Black bears in southern Ontario

Black bears live in some parts of southwestern and southern Ontario. They are an important part of our ecosystem and contribute
to Ontario's rich biodiversity. The presence of black bears on the landscape is an indication that our natural spaces are healthy.

Here are some facts to help you better understand black bears, why they live here and what you need to do to help keep them wild.

Be safe, be responsible, be Bear Wise.

Many people do not expect to see black bears in southwestern or much of southern Ontario. Black bears are most commonly found in areas north of Highway 7 and on the Bruce Peninsula. Where there is sufficient habitat, small numbers of black bears have likely been present but gone mostly undetected.


There are a number of reasons why black bears may be seen in southern Ontario. Human development continues to expand into the natural spaces that support a variety of wildlife, including bears. People unknowingly can attract them into their communities and back yards. In addition, efforts to enlarge and connect green spaces create more suitable habitat, and black bear populations will disperse across the landscape.


Fortunately, there is a lot that we can do to help keep black bears wild and to prevent bear encounters.


What you should know about black bears:

  • Black bears prefer to avoid people.
  • Black bears are highly intelligent and curious, and they learn quickly. Once they find food in yards or garbage bins, they will return until the attractant is removed or managed.
  • Almost everything black bears do is related to acquiring food because their survival depends on it. Many preferred foods of black bears are only available for short periods or vary greatly in availability from year to year. Black bears hibernate because their natural foods are not available.
  • Black bears mostly eat green vegetation, fruits and nuts, and get most of their food energy in the summer and fall when these natural foods are most plentiful. Late spring frosts, cool and wet springs or summers, drought and fire can all affect the supply of natural food for black bears.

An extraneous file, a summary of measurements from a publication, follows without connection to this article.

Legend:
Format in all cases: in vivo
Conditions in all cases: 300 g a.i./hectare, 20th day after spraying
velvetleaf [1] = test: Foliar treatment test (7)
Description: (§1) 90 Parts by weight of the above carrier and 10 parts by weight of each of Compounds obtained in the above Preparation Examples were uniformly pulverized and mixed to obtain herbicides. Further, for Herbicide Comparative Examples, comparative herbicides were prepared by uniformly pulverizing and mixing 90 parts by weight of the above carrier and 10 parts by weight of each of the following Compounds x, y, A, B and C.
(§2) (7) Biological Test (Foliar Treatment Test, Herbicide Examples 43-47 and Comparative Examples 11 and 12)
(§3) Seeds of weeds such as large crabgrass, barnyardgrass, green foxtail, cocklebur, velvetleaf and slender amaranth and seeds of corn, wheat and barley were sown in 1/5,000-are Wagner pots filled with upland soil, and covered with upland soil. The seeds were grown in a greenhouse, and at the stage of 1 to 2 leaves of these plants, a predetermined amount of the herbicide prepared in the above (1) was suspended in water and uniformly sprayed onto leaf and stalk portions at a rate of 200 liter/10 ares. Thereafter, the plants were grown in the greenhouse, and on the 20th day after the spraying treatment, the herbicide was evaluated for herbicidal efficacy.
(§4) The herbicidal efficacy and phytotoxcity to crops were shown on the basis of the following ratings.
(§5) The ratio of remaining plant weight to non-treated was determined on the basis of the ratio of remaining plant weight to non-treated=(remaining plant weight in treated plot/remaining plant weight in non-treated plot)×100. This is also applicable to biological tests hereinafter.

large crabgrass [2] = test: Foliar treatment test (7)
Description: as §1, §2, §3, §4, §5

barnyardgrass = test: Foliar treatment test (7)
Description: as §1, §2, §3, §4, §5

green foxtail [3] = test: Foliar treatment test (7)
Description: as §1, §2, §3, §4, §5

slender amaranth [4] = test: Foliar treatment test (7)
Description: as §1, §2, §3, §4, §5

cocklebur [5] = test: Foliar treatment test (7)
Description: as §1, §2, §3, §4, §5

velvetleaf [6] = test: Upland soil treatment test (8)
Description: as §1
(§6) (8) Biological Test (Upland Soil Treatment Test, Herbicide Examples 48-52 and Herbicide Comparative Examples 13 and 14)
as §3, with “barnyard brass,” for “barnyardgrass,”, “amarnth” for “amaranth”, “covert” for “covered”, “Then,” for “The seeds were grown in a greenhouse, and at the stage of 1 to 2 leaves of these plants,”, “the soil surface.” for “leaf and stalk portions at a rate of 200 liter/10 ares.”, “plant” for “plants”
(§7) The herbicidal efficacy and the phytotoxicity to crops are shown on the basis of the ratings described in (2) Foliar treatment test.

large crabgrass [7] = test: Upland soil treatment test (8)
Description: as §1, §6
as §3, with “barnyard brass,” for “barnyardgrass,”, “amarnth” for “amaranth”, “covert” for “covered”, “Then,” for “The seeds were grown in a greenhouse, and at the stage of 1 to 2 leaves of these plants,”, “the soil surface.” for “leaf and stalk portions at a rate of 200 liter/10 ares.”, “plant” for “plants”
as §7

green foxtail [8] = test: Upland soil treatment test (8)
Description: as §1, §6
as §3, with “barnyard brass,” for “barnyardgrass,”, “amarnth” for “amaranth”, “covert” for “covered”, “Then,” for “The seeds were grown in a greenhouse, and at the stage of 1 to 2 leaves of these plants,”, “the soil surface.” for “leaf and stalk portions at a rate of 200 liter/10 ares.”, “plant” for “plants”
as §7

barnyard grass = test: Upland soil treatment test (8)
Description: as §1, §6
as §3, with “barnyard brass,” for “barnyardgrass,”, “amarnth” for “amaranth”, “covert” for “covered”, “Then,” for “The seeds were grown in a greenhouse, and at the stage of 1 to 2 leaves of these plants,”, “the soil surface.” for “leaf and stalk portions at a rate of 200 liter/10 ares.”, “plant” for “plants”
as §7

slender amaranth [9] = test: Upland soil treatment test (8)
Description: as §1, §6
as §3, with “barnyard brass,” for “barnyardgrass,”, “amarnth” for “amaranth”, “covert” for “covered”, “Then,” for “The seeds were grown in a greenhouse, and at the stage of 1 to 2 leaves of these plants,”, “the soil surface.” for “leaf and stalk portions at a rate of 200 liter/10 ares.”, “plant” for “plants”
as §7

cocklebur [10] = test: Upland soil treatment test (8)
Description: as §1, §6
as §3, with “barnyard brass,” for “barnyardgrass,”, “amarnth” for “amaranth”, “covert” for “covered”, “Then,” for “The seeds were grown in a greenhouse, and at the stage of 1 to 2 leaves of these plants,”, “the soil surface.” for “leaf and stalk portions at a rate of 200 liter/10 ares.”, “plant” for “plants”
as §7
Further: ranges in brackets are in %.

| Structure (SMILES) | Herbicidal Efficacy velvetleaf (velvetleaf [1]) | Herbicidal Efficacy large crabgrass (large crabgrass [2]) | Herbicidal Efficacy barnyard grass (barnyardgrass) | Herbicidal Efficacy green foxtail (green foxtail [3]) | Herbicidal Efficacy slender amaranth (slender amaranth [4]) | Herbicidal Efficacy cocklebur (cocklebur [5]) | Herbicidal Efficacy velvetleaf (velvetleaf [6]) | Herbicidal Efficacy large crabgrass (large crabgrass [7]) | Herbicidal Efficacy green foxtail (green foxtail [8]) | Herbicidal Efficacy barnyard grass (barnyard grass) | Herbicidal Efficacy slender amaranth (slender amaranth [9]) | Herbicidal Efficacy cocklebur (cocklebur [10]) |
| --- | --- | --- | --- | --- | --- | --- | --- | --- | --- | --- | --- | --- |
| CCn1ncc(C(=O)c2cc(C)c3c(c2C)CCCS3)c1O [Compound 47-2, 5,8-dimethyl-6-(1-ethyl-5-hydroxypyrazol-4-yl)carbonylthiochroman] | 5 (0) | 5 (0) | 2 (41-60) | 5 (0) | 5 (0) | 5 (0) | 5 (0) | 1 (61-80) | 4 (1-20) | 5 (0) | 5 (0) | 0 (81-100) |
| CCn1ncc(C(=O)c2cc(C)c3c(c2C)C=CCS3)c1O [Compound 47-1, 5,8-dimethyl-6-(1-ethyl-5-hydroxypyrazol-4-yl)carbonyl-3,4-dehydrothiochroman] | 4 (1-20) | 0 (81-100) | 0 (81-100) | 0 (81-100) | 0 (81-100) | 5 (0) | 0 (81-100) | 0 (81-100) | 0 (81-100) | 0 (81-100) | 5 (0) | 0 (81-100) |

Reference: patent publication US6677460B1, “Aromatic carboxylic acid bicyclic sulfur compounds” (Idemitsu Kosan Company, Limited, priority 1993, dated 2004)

• If natural foods are not readily available, black bears will travel great distances to look for other food sources.



  • As they travel in search of natural food, black bears can be drawn to human-caused, unnatural food sources. These sources include:
    • garbage, bird food (seed, suet and nectar)
    • food put outside for pets or wildlife
    • fruits, vegetables, compost and the smell of grease and food residue on barbecue grills or grease traps
    • agricultural crops, such as corn and soya, that appeal to a variety of wildlife.


  • Juvenile male black bears, on their own for the first time, are often involved in human-bear conflicts. They travel greater distances away from where they were raised to find a home range. This increases the chances that they will come into conflict with humans.
  • Black bears that have been attracted to areas by non-natural food sources, and have become tolerant of people, are sometimes dispatched because they are perceived as a threat to human safety and property.


Here’s why you might see or encounter a black bear:


  • Suitable habitat and improving habitat connections benefit a wide range of species, including black bears. Like many other animals, black bears use these areas as a source of natural food, as travel corridors and as shelter to raise their young.
  • Black bear populations in southern Ontario are sparsely distributed. In the west, they are present in the Bruce Peninsula area. In south-central Ontario, below Lake Simcoe, there are populations in the northern portions of York and Durham Regions. They also occur in the Lake Ontario region from the Port Perry area to Kingston, and in areas south of the French River as far east as Ottawa.


Download a PDF version of this fact sheet.




TO REPORT BEAR PROBLEMS: contact the Bear Reporting Line at:
1-866-514-2327  (TTY) 705 945-7641

In a life-threatening emergency, call your local police or 911.